JC:Did you find yourself on occasion designing a comedy around a standing set?

JW:Definitely. The chamber that I made the palace out of, or the “Lost Horizon” sets—I don’t know how many pictures I made around them and with them, always disguised. Because you obviously could not take a ten million dollar picture and use those sets in a little comedy and take away from them.

JC:Was there a rule about making the sets unrecognizable?

JW:Oh, yeah. Sure. The art department saw to that. The head of the art department, if I didn’t have sense enough to know it, my own art director always—I’d say I want you to do this and this and change this, and so forth…

JC:You couldn’t, in other words, parody “Lost Horizon” using their sets with the Stooges or Charlie Chase?

JW:Well, it would be bad business. Can you imagine a dress shop that has the world’s most famous couturiers and designers making these very, very expensive gowns that cost thousands of dollars or maybe as little as $250 and making a copy for ten dollars? In competition with his own expensive materials and creations? It just wouldn’t work. Even in wardrobe—I would use the same wardrobe on women and men that were used in these very big expensive pictures, but again we would alter them. Rita Hayworth’s dresses would fit some of my girls in some of the pictures, but we’d change them—change the neckline, put a different trim on them, and I had very beautiful wardrobe for my girls. Nothing was cheap; even that cost a lot of money.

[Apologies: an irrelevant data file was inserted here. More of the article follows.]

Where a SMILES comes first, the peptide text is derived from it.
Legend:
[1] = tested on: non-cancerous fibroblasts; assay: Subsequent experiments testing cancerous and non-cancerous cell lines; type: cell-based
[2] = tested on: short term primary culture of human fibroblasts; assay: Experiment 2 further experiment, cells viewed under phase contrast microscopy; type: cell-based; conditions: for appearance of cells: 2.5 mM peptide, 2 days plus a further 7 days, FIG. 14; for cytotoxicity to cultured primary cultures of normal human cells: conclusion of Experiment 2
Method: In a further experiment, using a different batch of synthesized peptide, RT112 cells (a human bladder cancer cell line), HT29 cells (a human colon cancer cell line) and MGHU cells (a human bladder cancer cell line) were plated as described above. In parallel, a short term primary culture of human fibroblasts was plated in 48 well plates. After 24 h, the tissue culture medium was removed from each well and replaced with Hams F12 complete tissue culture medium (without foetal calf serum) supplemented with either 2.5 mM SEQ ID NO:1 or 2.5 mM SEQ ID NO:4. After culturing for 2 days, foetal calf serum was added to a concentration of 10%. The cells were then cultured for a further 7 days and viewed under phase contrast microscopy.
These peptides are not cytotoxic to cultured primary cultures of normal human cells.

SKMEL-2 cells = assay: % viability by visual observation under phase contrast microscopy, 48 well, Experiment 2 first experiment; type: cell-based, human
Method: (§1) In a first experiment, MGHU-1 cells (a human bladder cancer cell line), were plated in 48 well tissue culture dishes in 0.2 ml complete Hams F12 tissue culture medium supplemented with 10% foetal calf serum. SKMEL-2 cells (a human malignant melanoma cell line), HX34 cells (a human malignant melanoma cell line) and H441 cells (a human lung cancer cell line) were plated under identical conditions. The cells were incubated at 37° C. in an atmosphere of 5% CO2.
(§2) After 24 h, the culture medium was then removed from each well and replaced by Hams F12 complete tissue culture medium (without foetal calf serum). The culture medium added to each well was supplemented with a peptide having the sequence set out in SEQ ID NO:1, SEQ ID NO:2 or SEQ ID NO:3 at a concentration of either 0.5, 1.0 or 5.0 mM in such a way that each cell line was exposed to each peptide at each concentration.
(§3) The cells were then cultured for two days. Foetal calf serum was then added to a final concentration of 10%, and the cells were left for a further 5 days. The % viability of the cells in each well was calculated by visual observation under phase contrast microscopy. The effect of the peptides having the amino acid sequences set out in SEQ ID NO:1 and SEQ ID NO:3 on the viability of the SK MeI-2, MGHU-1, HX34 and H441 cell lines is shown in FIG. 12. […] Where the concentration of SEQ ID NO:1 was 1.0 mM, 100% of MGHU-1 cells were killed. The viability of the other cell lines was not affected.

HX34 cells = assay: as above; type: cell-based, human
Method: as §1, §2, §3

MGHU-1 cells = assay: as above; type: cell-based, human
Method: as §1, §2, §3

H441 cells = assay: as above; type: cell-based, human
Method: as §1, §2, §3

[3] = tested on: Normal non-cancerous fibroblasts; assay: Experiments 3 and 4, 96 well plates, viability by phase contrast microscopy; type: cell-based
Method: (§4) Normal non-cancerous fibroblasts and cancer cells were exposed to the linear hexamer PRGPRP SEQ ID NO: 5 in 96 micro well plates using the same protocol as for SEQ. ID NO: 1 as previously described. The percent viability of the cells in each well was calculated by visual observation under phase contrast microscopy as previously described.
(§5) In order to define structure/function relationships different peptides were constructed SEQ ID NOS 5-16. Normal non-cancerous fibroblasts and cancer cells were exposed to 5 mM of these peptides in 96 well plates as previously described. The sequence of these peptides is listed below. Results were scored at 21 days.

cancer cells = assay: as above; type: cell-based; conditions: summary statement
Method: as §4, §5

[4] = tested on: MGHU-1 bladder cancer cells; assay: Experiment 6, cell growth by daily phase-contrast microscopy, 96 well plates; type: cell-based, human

JC:So, about that time you would spend roughly $20,000 a picture?


JC:How long would you have to work on a picture? Was it just that you had to deliver x-many comedies on a certain schedule? Or did each series have its own deadline?

JW: No, there was no deadline because we would just shuffle the releases. If there was a Stooge picture scheduled for October 4th and I didn’t have one ready, I’d say, “Take the Andy Clyde for October 4th and January 20thI’ll have a Stooge.”

Now when they said they wanted a 3-D film with the Stooges, they phoned me from New York. They said, “How quickly can we have one? We wanted it yesterday.” I said, “Two weeks from today I’ll have a film for you.” With no idea what I was going to do. But I knew I was going to do it, and I knew what it meant to have it that quickly.

JC:Why did they want a three-dimensional Stooge comedy?

JW: Because they had two features, and they could not make a show out of a feature alone. To put two of them in was not good business because they were a novelty. But with a short and a feature they had a program, so they had to have something in a hurry. I said, “All I want you to do is to phone the front office and tell them I want carte blanche. Give me a clear track on anything I want ahead of anything else in the studio.” Which they did. I just skulled and skulled: What story can I take and re-write in a hurry?